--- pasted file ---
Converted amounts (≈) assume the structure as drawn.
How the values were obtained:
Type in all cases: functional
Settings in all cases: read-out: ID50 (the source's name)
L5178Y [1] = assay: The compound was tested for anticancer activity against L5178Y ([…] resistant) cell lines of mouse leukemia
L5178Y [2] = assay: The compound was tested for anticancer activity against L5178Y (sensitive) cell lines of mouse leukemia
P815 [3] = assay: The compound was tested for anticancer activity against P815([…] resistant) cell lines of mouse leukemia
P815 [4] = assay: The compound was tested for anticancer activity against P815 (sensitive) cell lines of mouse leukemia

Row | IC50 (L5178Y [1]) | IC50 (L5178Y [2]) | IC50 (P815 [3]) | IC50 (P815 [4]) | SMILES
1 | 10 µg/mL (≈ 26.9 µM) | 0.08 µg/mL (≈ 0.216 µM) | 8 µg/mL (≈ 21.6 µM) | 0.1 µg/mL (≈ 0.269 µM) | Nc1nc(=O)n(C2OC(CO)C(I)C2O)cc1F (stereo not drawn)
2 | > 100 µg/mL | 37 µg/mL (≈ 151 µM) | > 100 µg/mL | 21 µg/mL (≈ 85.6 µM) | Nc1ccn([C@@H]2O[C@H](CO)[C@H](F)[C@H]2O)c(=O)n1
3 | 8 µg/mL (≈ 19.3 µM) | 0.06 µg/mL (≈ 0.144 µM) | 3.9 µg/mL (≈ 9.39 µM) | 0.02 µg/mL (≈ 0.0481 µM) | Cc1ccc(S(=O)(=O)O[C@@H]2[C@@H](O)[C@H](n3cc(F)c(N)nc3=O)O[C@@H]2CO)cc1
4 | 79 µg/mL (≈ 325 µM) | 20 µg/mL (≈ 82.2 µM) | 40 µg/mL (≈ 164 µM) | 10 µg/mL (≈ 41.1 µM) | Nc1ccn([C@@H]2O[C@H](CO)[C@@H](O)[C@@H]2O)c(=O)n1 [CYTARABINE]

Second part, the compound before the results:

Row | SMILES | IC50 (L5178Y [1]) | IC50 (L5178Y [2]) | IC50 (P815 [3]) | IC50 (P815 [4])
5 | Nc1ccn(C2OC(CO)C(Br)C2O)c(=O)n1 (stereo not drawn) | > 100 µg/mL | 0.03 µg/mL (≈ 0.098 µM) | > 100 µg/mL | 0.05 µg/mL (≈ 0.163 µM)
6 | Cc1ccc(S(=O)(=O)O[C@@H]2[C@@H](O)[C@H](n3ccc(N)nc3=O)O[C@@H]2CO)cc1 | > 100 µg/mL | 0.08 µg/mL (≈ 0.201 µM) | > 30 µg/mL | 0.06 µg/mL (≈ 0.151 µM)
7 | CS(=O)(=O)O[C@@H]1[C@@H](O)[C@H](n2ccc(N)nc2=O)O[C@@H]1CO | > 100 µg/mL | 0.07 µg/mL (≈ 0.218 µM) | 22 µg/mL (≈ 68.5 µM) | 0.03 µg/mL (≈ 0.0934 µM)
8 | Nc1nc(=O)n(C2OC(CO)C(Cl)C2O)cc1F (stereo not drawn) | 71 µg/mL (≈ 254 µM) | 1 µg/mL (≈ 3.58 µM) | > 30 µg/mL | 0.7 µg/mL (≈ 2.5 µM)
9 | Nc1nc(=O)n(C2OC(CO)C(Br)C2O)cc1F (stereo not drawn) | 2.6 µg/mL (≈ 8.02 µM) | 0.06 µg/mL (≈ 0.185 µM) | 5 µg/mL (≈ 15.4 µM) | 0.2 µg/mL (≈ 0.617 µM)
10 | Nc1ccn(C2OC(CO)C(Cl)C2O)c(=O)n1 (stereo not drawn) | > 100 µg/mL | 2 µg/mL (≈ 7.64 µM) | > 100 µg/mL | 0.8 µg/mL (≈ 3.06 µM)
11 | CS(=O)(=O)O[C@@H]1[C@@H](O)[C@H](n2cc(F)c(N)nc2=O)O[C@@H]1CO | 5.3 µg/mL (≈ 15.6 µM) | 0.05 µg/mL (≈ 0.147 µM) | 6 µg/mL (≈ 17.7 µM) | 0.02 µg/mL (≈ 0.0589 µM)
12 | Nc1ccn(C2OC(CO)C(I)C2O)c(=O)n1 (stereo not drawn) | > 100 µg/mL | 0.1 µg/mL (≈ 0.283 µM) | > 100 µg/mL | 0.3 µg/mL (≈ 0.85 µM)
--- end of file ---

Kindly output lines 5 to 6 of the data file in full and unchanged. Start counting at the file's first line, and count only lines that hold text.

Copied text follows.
L5178Y [1] = assay: The compound was tested for anticancer activity against L5178Y ([…] resistant) cell lines of mouse leukemia
L5178Y [2] = assay: The compound was tested for anticancer activity against L5178Y (sensitive) cell lines of mouse leukemia